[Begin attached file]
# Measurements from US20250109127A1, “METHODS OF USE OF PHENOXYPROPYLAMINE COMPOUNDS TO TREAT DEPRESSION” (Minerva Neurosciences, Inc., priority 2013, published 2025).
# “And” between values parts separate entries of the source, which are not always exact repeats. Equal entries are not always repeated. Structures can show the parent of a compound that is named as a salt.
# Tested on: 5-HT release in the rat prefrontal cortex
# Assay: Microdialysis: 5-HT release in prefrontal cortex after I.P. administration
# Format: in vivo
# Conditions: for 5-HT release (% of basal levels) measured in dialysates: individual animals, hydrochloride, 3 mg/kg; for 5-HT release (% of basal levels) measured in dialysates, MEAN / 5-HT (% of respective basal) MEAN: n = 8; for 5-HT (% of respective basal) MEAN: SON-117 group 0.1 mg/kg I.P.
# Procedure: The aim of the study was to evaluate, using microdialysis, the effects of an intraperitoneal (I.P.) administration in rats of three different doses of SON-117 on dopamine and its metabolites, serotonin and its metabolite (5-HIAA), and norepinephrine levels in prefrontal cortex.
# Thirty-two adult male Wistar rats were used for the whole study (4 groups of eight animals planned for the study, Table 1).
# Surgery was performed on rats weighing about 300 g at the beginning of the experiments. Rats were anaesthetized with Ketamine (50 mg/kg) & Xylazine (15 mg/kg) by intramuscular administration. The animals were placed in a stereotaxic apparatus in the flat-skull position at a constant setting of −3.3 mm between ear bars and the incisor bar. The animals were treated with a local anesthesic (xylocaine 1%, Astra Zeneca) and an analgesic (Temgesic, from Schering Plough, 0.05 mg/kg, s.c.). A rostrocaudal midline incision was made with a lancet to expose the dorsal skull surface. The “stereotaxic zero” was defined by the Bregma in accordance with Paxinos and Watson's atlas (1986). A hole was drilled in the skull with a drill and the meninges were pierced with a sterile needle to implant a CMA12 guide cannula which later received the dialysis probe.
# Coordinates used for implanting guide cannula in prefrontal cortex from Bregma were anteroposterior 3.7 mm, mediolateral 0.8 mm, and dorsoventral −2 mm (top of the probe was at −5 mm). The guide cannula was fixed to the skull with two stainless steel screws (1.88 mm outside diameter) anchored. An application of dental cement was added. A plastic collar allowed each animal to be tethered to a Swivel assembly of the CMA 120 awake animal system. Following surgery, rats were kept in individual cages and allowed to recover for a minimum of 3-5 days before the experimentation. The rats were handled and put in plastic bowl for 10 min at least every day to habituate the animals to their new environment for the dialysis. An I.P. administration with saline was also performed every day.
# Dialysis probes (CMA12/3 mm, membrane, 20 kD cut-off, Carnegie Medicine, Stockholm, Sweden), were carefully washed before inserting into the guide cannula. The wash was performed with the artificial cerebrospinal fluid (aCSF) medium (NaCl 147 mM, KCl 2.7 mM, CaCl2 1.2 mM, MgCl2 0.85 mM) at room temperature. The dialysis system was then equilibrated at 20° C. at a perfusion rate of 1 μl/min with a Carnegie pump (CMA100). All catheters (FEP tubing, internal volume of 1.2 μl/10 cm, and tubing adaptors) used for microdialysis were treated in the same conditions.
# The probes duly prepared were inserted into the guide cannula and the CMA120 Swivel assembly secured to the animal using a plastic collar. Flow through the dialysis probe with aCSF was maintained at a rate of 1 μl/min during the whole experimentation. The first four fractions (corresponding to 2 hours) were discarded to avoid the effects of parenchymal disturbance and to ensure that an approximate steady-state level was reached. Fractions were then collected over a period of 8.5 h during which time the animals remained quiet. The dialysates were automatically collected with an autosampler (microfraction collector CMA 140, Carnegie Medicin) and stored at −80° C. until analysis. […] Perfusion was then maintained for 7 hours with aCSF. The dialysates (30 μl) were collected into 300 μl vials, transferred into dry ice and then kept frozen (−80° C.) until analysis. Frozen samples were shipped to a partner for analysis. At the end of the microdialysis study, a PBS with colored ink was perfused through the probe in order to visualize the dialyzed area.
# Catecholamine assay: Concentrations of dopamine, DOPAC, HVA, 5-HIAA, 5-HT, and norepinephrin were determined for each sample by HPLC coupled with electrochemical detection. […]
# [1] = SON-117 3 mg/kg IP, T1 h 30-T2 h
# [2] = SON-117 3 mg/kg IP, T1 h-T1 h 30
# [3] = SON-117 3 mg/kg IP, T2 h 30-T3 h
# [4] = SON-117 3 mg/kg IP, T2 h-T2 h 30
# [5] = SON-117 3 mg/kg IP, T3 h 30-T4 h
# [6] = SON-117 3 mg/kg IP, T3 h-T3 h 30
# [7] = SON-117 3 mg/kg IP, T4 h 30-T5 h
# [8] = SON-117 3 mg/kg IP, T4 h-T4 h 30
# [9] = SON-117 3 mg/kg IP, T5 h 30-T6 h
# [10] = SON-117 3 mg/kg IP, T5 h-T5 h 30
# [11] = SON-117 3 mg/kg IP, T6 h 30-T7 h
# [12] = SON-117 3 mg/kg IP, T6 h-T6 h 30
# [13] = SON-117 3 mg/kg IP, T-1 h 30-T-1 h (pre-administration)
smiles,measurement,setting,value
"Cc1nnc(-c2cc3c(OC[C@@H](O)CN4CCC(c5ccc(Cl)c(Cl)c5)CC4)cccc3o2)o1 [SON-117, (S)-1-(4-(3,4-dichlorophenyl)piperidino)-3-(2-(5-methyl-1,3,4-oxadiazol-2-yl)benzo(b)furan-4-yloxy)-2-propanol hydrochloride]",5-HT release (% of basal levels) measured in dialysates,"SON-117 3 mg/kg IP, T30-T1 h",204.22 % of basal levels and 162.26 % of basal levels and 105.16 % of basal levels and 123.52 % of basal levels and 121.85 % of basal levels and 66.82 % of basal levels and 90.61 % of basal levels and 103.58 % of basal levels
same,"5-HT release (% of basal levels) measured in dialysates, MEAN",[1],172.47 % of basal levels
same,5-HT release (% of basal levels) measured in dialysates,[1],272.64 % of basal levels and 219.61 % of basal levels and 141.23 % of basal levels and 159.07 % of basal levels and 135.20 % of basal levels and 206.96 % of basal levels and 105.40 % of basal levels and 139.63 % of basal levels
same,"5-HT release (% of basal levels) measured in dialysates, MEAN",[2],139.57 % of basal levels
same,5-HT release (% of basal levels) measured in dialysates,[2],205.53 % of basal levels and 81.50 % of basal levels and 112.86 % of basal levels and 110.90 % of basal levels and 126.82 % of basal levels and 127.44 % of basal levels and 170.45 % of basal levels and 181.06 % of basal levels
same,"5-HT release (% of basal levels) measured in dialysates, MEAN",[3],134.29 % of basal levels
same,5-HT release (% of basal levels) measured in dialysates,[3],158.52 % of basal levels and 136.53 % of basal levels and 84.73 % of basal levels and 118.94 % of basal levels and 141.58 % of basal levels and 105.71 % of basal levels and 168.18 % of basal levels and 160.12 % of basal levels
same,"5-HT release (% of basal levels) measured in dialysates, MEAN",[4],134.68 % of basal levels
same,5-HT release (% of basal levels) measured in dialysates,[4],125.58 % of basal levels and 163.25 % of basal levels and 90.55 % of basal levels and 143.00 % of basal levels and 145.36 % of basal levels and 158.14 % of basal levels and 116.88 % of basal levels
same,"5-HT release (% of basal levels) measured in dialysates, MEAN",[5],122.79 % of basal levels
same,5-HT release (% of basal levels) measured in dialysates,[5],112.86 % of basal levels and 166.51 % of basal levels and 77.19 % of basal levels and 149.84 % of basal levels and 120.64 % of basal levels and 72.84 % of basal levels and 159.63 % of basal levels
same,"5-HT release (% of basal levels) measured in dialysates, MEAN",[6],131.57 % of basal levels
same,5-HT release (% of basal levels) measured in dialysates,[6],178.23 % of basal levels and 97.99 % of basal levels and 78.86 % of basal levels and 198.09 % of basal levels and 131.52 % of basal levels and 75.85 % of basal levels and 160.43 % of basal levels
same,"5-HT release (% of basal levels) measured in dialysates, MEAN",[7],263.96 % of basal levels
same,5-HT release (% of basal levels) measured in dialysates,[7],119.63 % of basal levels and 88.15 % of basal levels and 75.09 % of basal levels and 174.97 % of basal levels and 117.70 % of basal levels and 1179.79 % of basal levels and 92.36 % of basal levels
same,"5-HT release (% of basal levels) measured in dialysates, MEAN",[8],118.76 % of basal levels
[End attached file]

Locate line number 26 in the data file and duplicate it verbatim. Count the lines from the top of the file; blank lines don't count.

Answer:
# [13] = SON-117 3 mg/kg IP, T-1 h 30-T-1 h (pre-administration)